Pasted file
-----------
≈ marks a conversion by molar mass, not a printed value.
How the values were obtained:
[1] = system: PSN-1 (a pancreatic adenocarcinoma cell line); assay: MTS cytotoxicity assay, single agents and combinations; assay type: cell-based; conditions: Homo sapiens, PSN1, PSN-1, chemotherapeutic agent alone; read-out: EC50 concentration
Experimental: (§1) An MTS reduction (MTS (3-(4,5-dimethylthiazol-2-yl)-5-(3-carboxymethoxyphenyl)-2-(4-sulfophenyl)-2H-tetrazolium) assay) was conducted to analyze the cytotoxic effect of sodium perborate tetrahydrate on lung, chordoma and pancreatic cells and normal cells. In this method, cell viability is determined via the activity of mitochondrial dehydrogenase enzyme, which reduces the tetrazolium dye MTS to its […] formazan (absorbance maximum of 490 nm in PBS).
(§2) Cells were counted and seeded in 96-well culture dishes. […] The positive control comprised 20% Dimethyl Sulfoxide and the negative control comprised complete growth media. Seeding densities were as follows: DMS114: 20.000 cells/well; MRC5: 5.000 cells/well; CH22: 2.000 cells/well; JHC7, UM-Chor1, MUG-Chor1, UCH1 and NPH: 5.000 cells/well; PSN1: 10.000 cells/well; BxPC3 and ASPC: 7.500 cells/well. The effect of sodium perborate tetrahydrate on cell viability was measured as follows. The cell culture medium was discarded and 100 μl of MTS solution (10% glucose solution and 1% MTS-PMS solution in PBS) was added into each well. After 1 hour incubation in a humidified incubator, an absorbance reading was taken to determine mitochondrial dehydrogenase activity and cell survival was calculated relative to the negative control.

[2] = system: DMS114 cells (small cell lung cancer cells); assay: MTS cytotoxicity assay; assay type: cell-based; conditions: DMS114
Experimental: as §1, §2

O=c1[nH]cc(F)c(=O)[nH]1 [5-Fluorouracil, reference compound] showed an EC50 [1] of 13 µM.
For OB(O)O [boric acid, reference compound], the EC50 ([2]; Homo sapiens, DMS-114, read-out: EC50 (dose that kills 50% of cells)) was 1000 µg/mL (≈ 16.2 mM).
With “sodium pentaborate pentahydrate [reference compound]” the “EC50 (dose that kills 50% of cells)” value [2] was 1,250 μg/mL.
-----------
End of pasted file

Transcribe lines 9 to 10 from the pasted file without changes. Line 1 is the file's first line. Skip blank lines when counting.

For OB(O)O [boric acid, reference compound], the EC50 ([2]; Homo sapiens, DMS-114, read-out: EC50 (dose that kills 50% of cells)) was 1000 µg/mL (≈ 16.2 mM).
With “sodium pentaborate pentahydrate [reference compound]” the “EC50 (dose that kills 50% of cells)” value [2] was 1,250 μg/mL.